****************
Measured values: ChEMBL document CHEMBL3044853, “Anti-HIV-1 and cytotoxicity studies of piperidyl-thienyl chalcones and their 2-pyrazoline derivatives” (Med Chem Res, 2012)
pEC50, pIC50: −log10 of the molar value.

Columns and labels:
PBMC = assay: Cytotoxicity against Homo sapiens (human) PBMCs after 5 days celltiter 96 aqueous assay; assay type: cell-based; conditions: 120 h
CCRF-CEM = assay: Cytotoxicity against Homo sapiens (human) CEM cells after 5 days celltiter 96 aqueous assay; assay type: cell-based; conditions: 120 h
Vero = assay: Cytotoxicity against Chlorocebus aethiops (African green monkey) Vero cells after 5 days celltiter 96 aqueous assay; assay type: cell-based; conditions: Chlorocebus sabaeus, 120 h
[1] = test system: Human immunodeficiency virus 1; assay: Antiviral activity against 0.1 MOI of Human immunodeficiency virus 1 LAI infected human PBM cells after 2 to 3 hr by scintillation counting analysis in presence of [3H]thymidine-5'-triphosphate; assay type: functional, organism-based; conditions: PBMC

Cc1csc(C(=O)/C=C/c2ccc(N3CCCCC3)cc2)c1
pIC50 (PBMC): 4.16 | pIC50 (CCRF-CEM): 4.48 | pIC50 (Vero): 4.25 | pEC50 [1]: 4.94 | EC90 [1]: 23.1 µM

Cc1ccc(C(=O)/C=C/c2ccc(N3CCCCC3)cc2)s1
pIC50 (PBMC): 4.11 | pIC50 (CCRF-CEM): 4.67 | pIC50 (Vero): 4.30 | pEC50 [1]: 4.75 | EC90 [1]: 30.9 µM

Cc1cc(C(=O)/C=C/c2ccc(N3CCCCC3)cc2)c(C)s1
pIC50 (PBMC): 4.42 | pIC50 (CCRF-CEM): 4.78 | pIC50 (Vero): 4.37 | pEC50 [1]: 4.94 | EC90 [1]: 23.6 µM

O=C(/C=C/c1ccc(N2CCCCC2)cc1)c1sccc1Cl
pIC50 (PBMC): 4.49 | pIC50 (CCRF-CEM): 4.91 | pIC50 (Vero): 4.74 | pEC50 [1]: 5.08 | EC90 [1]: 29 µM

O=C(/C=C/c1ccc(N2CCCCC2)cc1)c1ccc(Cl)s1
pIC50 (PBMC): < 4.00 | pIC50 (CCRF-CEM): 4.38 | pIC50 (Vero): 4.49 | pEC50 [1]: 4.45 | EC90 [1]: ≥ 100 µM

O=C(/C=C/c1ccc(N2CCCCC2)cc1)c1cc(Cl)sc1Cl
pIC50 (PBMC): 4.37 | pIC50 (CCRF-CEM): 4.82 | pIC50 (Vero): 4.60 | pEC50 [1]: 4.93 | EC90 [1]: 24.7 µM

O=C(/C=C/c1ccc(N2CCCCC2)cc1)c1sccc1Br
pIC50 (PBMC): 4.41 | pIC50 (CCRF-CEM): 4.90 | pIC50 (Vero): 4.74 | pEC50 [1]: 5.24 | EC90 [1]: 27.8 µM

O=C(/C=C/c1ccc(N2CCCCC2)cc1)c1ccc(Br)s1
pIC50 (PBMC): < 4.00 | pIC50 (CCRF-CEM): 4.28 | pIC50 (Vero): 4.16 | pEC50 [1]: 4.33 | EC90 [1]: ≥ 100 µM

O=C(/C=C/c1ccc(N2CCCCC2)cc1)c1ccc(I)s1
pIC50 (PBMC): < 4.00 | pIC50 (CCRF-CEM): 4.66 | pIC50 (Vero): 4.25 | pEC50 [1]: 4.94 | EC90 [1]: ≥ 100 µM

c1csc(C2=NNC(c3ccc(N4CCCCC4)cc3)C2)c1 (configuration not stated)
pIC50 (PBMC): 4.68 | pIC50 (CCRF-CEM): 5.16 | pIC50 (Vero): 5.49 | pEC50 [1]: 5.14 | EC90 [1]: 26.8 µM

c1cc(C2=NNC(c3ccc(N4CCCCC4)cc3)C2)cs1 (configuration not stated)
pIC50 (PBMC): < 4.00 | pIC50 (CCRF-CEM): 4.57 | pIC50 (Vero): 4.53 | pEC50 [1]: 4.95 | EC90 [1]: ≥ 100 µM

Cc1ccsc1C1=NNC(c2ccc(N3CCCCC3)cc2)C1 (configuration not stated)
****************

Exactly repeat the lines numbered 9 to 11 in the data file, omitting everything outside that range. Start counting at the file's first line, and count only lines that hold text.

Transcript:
pIC50 (PBMC): 4.16 | pIC50 (CCRF-CEM): 4.48 | pIC50 (Vero): 4.25 | pEC50 [1]: 4.94 | EC90 [1]: 23.1 µM

Cc1ccc(C(=O)/C=C/c2ccc(N3CCCCC3)cc2)s1
pIC50 (PBMC): 4.11 | pIC50 (CCRF-CEM): 4.67 | pIC50 (Vero): 4.30 | pEC50 [1]: 4.75 | EC90 [1]: 30.9 µM